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  #1  
Old July 11th, 2012, 02:17 PM
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Dennis Lynch
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Money Matters

So the wife and I have a disagreement about where to get money. We are looking at opening a small business in the next year or 2. When the thought came up of needing more money than we expected (always the way), I said that I can tap into money I have been saving for retirement. It's not in an IRA or anything, it's just in funds. Anyway, she thinks I should sell the Defender for an extra 20k or so, rather than tap into the money that is already there.
I don't know if it matters, but I am 38 and have been saving since I was 24

So what's the right move. Either way, I won't be selling the Defender.

Thanks
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  #2  
Old July 11th, 2012, 02:25 PM
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Can you take a loan against the D-90?
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  #3  
Old July 11th, 2012, 02:30 PM
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Quote:
Originally Posted by lynchee View Post
she thinks I should sell the Defender for an extra 20k
What did she say when you then told her she should sell her engagement ring?

I feel like the D's always get the short end of the stick!
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Quote:
I am talking purely from an aesthetics standpoint.
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  #4  
Old July 11th, 2012, 02:38 PM
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Dennis Lynch
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Quote:
Originally Posted by rijosho View Post
What did she say when you then told her she should sell her engagement ring?

I feel like the D's always get the short end of the stick!
HA!!! She said she would sell it if we needed money.

Yes, I could take a loan against the D, or I have a VUL that I can take a loan against for a really low rate.
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  #5  
Old July 11th, 2012, 02:39 PM
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My friend owns the largest buy here pay here type dealership in East LA/City of Commerce and he told me that he borrowed money out of his home mortage (prolonging his payments really) to be able to buy more used cars for his lot that he just expanded. So far he's been making his payments and he says business is alright. Was better during the tax return season he said. If you don't mind me asking, what type of business venture are you considering?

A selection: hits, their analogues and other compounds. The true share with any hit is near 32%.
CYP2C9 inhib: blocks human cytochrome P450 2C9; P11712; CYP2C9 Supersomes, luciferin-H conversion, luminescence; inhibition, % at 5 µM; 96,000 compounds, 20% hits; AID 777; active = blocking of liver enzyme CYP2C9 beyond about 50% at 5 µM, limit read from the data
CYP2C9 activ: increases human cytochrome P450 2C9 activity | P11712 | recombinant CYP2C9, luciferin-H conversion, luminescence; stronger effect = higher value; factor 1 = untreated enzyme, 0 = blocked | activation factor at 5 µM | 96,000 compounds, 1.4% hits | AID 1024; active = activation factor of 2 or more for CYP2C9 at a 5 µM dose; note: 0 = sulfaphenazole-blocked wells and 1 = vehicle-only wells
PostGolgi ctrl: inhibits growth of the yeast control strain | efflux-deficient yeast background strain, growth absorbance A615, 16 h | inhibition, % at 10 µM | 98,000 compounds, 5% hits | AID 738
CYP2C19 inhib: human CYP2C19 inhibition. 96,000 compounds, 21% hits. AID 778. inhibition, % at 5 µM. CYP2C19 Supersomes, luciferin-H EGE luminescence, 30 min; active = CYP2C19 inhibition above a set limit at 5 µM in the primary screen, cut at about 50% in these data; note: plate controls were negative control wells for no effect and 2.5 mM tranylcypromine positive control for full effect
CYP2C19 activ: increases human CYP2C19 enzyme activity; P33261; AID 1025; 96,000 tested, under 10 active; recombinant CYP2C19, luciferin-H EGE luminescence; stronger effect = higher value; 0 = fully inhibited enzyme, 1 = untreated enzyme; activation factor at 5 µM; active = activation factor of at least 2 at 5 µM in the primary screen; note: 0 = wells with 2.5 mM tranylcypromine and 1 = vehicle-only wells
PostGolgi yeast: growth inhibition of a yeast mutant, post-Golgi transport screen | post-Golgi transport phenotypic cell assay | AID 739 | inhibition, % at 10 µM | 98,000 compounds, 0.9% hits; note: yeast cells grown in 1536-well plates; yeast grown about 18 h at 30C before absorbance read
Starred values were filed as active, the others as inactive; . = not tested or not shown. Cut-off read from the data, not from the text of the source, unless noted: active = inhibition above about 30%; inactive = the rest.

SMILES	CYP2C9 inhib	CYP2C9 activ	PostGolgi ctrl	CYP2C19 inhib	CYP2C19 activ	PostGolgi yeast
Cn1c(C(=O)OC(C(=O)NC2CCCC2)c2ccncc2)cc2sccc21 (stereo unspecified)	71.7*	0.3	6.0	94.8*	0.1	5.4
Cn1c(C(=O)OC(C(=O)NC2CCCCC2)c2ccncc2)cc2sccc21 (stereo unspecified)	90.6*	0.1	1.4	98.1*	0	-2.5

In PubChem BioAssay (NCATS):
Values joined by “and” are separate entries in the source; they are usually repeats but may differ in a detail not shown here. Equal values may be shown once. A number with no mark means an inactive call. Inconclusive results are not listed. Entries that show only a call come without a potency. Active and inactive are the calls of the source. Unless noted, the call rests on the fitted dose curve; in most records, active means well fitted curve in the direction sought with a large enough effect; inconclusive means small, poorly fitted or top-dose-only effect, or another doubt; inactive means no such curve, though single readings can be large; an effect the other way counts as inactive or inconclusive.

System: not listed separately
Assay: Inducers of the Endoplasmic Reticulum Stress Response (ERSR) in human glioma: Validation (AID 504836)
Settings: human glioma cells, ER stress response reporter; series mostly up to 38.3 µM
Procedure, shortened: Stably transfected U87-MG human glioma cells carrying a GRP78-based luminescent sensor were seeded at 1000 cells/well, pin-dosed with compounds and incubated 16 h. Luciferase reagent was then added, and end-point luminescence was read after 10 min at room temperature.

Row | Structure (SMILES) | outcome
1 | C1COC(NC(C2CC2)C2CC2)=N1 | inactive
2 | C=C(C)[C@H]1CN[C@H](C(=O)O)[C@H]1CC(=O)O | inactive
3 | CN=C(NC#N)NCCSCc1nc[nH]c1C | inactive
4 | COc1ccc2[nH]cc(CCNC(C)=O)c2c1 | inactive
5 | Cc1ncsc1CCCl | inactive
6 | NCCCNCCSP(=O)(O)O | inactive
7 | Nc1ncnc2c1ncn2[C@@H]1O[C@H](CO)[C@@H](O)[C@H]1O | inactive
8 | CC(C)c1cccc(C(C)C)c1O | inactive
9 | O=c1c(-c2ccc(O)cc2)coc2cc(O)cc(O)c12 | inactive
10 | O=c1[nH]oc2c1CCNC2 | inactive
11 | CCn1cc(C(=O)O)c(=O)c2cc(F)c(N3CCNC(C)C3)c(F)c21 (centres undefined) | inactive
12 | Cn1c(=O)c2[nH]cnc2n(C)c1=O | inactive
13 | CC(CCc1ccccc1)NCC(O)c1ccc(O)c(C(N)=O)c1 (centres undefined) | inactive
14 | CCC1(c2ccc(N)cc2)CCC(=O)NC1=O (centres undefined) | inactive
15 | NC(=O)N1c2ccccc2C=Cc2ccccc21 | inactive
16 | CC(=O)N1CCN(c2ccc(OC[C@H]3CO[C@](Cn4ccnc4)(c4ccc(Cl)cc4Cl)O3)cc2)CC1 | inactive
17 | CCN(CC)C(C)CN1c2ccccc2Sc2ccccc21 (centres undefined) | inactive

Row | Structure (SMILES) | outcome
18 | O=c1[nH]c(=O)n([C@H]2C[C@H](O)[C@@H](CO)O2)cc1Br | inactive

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  #6  
Old July 11th, 2012, 02:53 PM
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Dennis Lynch
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Bar/restaurant. I've been in the business for 20 yrs and I finally want to open my own place. Really we are talking about just if we come up short, where will the money come from.
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  #7  
Old July 11th, 2012, 02:53 PM
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Everything depends on what type of business you are going to start or buy. If it is a home based business or something you and your wife are going to start and grow, use the cash you have in hand. If you are buying a business or a franchise, you need to assess your actual cash needs. If you have good credit, you can borrow money from the bank. If you need more cash, you can try and collect money from Friends and Family, before seeking Angel or VC investment.

When you plan your budgets, always over estimate the costs. You absolutely need to know your financial numbers. Too many people wing it, until they are out of cash.
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  #8  
Old July 11th, 2012, 03:13 PM
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Having just emerged from a bad situation into a medicore one... I say what woldd90 said x100.

I had a nice money making opportunity in 2006 that foundered in 2009. I used CCs to keep it afloat "temporarily"... until I torpedoed my finances. Decide your limit AND DO NOT go past it. Luckily I hung on to my day job...
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  #9  
Old July 11th, 2012, 03:40 PM
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Cut costs, you don't "need" more money.

D90 is not losing money. Interest sucks on investments, but is relatively high to borrow money.
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  #10  
Old July 11th, 2012, 03:49 PM
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If money was being saved for retirement, but remained liquid, try to maximize the retirement vehicles available (401k and company match, if applicable, or IRA or Roth IRA, depending on your AGI). Do that first for 2012. Not sure what options are available for prior years. Then determine the cash required to live (6 or 12 month, etc.) should there be an unexpected job loss. Try not to bring cash reserves below this point. Use the cash remaining (which was retirement savings) to invest into the new venture. If you own a home with positive equity and require additional capital for your venture, then consider a HELOC. Lots of advantages there. The very last thing to do is use credit cards to raise capital. The rates and payment terms are horrible and could start a cycle that many cannot recover from without filing for bankruptcy protection. If new venture plans doesn't go as anticipated, D-90s are relatively easy to liquidate in a financial emergency should you need a contingency plan.
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  #11  
Old July 11th, 2012, 03:52 PM
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Quote:
Originally Posted by lynchee View Post
Bar/restaurant. I've been in the business for 20 yrs and I finally want to open my own place. Really we are talking about just if we come up short, where will the money come from.
I'm not a management consultant, but $20k doesn't sound like it would go far if business started slowing down. I can imagine blowing through that in a slow month or two, depending on how big the business is.